State audit: Wainscott school board needs to manage budget better
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A state audit of the Wainscott schools found officials in the tiny East End district had been consistently overestimating its expenses and underestimating its revenue while building a sizable surplus fund and raising residents' property taxes.
The audit urged the school board to "improve its oversight and management of the district's budget."
The Wainscott Common School District, located in the towns of East Hampton and Southampton, appropriated unused surplus funds each year, for a five-year total exceeding $3.1 million, to help finance the following year's operations. But the district actually used less than $1.9 million of the appropriated fund balance during that period and accumulated an unexpended surplus fund balance 16 times the amount allowed by statute, according to New York State Comptroller Thomas DiNapoli.
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During that time, the district also increased the real property tax levy by more than $325,000, the audit found.
Wainscott was one of seven completed school district audits announced Friday. It was the only one cited on Long Island by DiNapoli's office on Friday.
"My office's audits of school districts, charter schools and BOCES help schools improve their financial management practices," DiNapoli said in a statement. "These audits are tools for schools to make sure proper policies and procedures are in place to protect taxpayer dollars and provide students with the best possible education."
The Wainscott district is one of the state's smallest. Established in 1730, the district has one school with an enrollment of about 15 students in kindergarten through third grade. There are three trustees on the school's board.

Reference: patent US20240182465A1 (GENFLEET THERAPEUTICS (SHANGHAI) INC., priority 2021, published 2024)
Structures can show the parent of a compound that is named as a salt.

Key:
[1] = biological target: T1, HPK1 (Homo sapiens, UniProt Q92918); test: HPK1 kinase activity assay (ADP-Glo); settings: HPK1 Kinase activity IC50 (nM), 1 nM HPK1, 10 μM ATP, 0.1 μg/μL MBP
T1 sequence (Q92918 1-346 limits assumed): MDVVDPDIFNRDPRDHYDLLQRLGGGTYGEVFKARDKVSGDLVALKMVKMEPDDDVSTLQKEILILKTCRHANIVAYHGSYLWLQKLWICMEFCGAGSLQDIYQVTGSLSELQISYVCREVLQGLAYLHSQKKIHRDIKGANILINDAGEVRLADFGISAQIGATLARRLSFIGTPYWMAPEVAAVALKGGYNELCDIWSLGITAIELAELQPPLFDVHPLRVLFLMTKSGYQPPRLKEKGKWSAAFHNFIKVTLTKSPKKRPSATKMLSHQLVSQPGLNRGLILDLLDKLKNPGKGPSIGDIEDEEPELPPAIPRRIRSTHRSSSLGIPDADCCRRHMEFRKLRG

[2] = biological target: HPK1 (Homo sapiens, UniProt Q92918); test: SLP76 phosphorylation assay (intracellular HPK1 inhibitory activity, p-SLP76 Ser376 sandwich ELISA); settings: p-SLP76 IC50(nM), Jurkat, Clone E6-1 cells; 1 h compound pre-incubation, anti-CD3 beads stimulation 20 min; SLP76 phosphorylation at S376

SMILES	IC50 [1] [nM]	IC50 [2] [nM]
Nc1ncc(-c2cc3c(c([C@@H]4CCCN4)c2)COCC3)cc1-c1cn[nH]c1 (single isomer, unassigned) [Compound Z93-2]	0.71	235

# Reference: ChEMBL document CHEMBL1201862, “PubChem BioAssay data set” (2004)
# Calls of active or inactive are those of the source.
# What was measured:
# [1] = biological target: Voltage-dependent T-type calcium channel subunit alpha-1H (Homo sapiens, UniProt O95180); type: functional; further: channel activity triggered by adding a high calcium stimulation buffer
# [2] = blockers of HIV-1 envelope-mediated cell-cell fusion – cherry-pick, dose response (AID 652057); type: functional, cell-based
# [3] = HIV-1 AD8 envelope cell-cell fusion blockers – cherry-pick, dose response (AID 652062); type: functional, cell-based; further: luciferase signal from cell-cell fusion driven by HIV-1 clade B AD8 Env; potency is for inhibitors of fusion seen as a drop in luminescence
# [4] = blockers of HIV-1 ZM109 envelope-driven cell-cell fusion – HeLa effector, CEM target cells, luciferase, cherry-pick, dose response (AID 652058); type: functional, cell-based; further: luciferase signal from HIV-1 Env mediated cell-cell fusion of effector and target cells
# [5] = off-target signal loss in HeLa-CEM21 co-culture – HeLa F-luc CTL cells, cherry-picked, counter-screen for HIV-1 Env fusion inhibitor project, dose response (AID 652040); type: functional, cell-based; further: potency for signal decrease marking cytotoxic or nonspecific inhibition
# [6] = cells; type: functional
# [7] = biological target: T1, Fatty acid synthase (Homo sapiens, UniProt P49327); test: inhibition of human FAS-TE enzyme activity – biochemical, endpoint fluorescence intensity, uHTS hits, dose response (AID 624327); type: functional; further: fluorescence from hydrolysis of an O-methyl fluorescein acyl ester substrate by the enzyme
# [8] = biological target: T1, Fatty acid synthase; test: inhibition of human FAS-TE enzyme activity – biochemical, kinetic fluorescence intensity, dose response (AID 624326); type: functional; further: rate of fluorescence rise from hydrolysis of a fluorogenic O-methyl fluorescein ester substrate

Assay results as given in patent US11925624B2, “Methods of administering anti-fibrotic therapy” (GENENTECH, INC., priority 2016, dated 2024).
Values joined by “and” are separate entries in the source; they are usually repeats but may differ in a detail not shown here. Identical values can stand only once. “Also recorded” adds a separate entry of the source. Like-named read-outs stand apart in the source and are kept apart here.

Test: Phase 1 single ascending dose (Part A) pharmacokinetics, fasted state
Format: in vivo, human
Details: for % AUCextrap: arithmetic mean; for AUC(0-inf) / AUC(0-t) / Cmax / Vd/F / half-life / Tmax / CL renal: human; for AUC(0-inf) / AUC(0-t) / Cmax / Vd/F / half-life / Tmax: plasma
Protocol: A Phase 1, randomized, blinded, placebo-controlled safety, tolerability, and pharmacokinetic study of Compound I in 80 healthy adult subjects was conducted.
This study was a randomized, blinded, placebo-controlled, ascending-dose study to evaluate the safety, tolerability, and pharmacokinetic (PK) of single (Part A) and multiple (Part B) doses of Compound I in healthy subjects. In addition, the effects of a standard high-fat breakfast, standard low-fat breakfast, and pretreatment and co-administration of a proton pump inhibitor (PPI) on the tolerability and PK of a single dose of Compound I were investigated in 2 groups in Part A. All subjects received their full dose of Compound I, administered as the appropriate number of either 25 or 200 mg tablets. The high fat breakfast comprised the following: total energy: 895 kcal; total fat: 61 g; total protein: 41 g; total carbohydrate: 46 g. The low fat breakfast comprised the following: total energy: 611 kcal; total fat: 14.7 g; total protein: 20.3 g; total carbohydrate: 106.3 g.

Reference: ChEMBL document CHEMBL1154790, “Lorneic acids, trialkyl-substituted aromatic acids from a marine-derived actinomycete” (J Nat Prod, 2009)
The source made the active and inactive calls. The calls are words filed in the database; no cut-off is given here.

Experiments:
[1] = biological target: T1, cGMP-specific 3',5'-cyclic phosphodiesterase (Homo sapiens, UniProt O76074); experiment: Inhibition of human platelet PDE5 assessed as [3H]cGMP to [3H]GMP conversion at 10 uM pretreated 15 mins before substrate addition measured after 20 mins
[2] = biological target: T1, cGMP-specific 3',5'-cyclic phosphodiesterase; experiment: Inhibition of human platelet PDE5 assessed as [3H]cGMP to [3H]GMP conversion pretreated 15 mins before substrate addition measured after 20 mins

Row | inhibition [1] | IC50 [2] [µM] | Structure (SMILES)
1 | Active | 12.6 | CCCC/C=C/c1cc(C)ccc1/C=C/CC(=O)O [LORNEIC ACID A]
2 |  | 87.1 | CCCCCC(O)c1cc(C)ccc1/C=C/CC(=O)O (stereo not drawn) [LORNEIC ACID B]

There are currently about four full-time and nine part-time employees. The district's budgeted expenditures for the 2012-13 fiscal year were about $3.5 million, funded primarily with real property taxes, according to the auditor's report.
David Eagan, president of the Wainscott school board, defended the school's fiscal position and disagreed with the state's findings.
"We have taken steps to address some of what is in the audit, but we also have families moving in and out of the district all the time and it is impossible to predict," he said.Eagan said the district must pay other districts to enroll students in grades 4-12, at a cost of between $25,000 and $60,000, and because the area has a transient population and no historical way of predicting how many students will enroll from year to year, district officials need to be prepared and budget accordingly. He also said the district's five-year plan includes tax decreases and, of the districts sending students into the East Hampton Union Free School District, Wainscott has the lowest tax rate. Less than 1 percent of the district's budget comes from state aid, Eagan said.
The audit also cited the Wainscott district for not having developed a multiyear financial plan that addresses the district's long-term operational needs or the use of unexpended surplus fund balance in a manner that benefits district taxpayers.